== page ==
Tell Auntie Lottie the theatre tickets were much appreciated and also the various articles which were purchased out of the surplus.
We drank to you dear, and to all other relations at Petone, then we toasted those nearer and did not forget I hope any of our nearer kin and friends, the evening we spent in music and cards and altogether had a very happy gathering in which we had to imagine you as present in spirit.
To-morrow evening we have a progressive whist party at which we shall give a light stand up supper, besides ourselves we expect 8 from Wickhamford Manor, 3 Orchards, 3 from the Vicarage, Mr Alcock & Leonard Haynes. Next week we are having a similar entertainment for other of our friends, it was impossible to manage all at once comfortably and these little functions can be done at a moderate cost and are often very pleasant.
The boys and I have been doing some gardening lately, thinning out the shrubs and preparing to make the lawn available for lawn tennis in a year or two by slightly increasing the area. I have also finished all the rose planting and removals.
Cyril’s report is again very satisfactory he is top of the first set in maths and there are only two boys in the school doing scholarship work who are ahead of him in this subject the remarks are “His work has been careful, thorough and intelligent throughout the term.”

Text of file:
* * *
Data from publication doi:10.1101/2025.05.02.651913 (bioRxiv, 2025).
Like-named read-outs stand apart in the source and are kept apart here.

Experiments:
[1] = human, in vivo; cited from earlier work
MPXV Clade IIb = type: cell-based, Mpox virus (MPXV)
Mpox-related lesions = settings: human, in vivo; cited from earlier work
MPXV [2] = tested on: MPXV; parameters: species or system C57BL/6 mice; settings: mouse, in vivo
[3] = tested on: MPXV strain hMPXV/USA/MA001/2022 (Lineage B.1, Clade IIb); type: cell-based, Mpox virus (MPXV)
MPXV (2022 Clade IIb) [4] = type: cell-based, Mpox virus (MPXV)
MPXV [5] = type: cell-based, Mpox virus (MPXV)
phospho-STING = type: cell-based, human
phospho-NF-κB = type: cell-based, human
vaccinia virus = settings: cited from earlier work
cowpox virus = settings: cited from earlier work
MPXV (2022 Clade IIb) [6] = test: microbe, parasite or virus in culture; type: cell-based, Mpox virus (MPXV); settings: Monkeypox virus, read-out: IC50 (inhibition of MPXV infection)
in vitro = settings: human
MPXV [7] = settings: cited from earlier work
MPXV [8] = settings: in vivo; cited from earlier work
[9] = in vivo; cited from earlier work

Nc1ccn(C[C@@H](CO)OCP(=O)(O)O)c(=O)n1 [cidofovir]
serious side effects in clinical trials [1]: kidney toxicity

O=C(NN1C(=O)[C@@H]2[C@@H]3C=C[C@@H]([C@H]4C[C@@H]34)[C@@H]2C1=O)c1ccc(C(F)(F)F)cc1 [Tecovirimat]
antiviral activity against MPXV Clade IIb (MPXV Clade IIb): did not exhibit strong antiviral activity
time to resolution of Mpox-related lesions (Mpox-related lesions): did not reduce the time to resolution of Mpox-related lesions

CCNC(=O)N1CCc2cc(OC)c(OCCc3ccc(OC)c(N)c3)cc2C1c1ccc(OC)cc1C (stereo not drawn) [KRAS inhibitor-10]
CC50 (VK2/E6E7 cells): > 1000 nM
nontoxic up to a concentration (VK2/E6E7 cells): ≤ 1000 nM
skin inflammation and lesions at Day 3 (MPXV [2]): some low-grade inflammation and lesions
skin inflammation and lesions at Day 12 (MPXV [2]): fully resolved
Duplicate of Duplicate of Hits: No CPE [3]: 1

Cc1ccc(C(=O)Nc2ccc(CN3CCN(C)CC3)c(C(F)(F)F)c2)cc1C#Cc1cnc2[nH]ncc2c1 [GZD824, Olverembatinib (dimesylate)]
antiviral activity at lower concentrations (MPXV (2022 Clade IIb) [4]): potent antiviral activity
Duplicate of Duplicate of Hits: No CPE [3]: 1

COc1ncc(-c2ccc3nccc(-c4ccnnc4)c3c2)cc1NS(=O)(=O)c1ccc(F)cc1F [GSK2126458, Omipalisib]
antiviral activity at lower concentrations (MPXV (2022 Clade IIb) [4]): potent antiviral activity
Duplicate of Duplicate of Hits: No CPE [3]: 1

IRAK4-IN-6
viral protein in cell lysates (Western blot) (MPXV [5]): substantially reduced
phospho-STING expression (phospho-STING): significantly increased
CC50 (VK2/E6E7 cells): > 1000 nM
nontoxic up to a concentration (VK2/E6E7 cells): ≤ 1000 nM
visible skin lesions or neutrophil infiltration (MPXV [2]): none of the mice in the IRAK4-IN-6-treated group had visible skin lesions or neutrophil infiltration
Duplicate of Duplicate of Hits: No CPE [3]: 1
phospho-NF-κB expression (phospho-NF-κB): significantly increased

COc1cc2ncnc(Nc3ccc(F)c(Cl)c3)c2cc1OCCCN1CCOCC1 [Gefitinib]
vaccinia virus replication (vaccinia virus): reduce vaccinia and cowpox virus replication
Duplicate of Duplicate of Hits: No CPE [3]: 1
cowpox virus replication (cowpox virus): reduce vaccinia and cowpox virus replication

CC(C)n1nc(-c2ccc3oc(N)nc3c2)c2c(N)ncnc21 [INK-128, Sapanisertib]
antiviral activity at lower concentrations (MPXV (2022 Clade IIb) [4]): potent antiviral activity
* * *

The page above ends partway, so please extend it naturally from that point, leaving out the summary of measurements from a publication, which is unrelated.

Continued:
We hear from Auntie Fanny that Fred is starting on 30th inst for a voyage to the Cape for the sake of his health, he has found two companions to go with him.
Jack is staying with us till the evening of 29th he seems pretty well and cheerful. George will return to Richmond on Jan 1st to have a final review of his work prior to the exam which begins on his birthday, I think, he considers he has quite a fair chance of success and I do hope his luck (not always of the best) may come at last. Kathleen and Cyril are both due back Jan 18 Arthur on the following day. After his exam is over George will come home for a little holiday and await the result which should be out early in March.
On Jan 8 Kath and Ethel are going to stay a few days with Miss Pollard I expect they will have some fun.
To-day Mrs Idiens drove Mother and Ethel up to Evesham to meet Mrs Long and other ladies willing to assist in the coming election in canvassing delivering leaflets &c, they seem to have had an enthusiastic gathering and will I hope be able to give material assistance I expect we shall have a sharp fight but I am very hopeful of success.
With much love from us all to you and also to Uncle, the two Aunties and the cousins
your affectionate Father